Lucerna Presents its Seventeenth Volume of UMKC Student Research

Lucerna is an undergraduate research publication run by students to publish students

Lucerna is excited to debut its seventeenth volume at its first in-person symposium since COVID-19.

Ellen Beshuk, Co-News Editor

  Every year, undergraduate research from any field of study contributes to the next volume of Lucerna. This research ranges from interpretations of literature to statistical analysis.   

  Founded in 2006, this student-run organization has publicized over 100 undergraduate research projects. 

  Lucerna is one of the few ways these students publish research, but that does not mean it is easy. Each project goes through several rounds of editing and is screened for relevance, accuracy and organization. 

  Anuhya Dayal, third-year medical student and editor-in-chief of Lucerna plays a part in each paper before publication.  

  “I think [Lucerna] teaches you a lot, and it commends you for what you’ve done,” Dayal said. “Students don’t need to be in a lab doing pipette work or working with mice to do research. Research comes in many different forms, and you can choose whatever form you like.”  

  Those who make it to the end of the editing process gather to present their research at a symposium. Sophomore Symone Franks is one student showing her work on the history of the Nelson Atkins Museum of Art and Black artists’ representation.  

  “It’s really rewarding to see something I did get recognized, but I’m a little nervous because it has been a while since I’ve done the research,” Franks said. “I hope the same amount of passion and excitement I have for the topic comes out now.”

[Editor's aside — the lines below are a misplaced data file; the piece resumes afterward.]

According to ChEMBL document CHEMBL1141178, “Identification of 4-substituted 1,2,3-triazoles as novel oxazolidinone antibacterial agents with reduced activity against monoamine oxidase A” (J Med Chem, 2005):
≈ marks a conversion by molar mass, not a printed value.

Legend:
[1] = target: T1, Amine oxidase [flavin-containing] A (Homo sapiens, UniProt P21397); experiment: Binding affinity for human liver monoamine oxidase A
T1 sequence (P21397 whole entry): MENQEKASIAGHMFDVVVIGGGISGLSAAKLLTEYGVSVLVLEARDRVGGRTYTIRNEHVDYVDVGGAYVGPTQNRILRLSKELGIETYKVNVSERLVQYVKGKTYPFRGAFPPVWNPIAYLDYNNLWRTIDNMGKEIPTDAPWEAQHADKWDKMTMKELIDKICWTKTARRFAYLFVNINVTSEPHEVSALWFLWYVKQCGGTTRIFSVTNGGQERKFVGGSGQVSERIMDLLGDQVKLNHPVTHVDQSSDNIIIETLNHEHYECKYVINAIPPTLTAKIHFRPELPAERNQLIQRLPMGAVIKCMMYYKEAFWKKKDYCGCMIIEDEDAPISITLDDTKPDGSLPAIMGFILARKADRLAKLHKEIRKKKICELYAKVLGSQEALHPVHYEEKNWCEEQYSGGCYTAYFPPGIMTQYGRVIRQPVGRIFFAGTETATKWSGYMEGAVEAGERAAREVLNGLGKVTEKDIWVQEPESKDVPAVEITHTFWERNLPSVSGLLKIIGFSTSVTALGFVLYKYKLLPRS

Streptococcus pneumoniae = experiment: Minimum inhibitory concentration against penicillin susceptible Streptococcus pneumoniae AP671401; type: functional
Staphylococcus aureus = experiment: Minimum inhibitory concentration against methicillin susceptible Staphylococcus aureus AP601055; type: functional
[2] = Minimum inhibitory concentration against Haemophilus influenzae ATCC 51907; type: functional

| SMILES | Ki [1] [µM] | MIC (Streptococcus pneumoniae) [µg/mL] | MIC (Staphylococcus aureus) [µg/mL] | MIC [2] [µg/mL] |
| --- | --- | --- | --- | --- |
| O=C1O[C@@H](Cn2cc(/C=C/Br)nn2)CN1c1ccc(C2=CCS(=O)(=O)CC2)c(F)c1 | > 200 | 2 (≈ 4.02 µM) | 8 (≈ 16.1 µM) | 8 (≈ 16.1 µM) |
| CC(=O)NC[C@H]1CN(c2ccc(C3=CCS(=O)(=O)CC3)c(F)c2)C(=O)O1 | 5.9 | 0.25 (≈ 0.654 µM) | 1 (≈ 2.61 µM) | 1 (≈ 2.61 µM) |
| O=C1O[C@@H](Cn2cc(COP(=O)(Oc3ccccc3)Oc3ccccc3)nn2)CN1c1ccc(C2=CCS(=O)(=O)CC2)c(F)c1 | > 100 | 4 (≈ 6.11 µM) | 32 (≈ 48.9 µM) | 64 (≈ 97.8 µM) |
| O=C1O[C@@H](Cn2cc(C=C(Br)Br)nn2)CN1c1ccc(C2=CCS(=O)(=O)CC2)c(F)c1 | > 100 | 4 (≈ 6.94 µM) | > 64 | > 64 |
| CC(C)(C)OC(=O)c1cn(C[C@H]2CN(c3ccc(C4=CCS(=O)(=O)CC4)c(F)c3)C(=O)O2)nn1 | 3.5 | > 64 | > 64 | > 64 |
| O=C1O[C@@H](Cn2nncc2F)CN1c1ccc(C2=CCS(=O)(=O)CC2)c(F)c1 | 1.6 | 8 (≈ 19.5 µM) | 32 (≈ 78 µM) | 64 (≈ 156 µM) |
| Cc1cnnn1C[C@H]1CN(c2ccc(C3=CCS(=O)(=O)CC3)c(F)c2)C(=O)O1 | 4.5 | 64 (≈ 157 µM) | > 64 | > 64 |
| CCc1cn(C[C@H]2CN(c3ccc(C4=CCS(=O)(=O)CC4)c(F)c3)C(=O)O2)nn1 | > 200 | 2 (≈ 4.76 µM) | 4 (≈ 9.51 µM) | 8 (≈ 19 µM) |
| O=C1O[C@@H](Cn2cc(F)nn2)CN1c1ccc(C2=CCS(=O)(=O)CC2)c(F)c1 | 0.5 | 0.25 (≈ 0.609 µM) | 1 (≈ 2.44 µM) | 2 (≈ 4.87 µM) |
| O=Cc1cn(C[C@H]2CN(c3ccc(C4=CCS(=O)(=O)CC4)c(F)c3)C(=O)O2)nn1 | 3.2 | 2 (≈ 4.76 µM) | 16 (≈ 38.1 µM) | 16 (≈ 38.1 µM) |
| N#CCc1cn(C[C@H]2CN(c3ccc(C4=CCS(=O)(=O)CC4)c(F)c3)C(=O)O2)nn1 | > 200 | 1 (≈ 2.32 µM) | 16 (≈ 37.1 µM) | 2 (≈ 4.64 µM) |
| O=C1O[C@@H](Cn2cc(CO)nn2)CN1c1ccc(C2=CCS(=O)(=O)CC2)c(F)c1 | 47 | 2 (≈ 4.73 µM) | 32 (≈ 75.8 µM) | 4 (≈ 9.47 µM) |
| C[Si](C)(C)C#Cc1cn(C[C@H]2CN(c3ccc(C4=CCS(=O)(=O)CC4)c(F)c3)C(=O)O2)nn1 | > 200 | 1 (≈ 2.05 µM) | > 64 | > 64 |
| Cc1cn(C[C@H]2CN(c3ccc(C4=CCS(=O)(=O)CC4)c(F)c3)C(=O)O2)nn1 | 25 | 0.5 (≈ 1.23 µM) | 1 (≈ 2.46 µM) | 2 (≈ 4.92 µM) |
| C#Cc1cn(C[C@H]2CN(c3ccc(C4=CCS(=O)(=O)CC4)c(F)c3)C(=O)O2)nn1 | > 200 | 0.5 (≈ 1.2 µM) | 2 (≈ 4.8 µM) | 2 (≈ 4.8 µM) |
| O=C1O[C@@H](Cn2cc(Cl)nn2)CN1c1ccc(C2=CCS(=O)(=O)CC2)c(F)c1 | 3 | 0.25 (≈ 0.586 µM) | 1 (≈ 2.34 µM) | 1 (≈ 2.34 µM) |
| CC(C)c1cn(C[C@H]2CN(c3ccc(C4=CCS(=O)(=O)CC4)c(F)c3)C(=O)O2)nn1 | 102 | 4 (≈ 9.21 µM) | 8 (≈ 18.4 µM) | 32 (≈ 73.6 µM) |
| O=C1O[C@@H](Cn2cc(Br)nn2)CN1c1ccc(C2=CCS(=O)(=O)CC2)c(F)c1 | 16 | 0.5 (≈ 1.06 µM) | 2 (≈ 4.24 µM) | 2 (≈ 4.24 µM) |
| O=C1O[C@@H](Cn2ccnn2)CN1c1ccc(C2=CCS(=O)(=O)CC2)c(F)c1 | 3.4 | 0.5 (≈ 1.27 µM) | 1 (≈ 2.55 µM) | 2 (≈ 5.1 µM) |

Another publication in Lucerna comes from English major and senior Lauren Textor and her research on “The Daughters of the Late Colonel” by Katherine Mansfield. Textor said she appreciates that all types of research are accepted and that she has a place to present her passion project. 

  “[Lucerna] is a relatively unintimidating stepping stone for students. It can be scary to submit your work, but it’s a lot easier at your own university,” Textor said. “It’s important to have something that’s more accessible to [students] where we get feedback and a chance to resubmit.” 

  This is the first year Lucerna will host an in-person symposium since COVID-19 moved it online. Textor and Franks are just two of the six students showing their research. Other presenters include those in biology, art history and earth and environmental science.  

  Learn more about all the student research being published at the Lucerna Symposium on March 23.  

  All undergraduate students can submit their research to Lucerna. Research guidelines, past volumes and where to submit research can be found on the Honors Program website.  


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